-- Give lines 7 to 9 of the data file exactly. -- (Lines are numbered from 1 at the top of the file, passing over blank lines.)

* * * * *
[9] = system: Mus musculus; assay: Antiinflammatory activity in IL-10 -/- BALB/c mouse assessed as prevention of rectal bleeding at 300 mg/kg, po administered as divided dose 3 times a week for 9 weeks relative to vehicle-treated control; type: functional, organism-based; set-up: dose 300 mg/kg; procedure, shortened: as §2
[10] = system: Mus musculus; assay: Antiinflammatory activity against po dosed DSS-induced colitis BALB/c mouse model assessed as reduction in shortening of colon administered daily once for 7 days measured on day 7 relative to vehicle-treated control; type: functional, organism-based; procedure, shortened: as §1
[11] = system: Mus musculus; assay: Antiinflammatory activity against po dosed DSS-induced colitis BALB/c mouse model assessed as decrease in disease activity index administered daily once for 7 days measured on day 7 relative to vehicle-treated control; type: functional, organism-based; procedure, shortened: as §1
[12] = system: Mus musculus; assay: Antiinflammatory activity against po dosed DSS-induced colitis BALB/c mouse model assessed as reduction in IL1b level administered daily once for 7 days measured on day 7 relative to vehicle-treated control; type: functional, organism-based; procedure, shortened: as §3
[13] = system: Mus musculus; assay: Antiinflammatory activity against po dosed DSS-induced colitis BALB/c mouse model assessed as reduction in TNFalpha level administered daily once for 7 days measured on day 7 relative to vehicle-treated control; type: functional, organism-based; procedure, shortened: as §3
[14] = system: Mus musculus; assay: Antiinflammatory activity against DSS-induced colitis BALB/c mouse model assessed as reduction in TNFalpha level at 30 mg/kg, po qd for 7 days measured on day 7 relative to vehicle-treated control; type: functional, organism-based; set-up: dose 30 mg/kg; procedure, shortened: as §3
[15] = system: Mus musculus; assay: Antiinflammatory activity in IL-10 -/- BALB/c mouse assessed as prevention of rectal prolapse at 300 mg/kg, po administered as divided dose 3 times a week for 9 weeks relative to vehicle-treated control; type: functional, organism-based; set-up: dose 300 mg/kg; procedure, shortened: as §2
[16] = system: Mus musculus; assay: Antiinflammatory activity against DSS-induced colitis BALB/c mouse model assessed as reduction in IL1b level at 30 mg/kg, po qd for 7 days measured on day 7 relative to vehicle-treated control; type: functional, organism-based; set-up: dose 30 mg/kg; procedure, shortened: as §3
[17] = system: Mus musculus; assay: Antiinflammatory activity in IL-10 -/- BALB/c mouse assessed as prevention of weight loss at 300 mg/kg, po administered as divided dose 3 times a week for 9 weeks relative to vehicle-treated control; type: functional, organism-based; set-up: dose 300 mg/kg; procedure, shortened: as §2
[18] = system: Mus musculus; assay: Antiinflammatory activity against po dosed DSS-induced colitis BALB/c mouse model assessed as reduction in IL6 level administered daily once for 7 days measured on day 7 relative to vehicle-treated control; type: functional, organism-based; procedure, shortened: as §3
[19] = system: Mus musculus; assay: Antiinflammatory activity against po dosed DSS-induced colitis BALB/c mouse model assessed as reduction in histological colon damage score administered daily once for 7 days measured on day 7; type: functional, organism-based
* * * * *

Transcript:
[15] = system: Mus musculus; assay: Antiinflammatory activity in IL-10 -/- BALB/c mouse assessed as prevention of rectal prolapse at 300 mg/kg, po administered as divided dose 3 times a week for 9 weeks relative to vehicle-treated control; type: functional, organism-based; set-up: dose 300 mg/kg; procedure, shortened: as §2
[16] = system: Mus musculus; assay: Antiinflammatory activity against DSS-induced colitis BALB/c mouse model assessed as reduction in IL1b level at 30 mg/kg, po qd for 7 days measured on day 7 relative to vehicle-treated control; type: functional, organism-based; set-up: dose 30 mg/kg; procedure, shortened: as §3
[17] = system: Mus musculus; assay: Antiinflammatory activity in IL-10 -/- BALB/c mouse assessed as prevention of weight loss at 300 mg/kg, po administered as divided dose 3 times a week for 9 weeks relative to vehicle-treated control; type: functional, organism-based; set-up: dose 300 mg/kg; procedure, shortened: as §2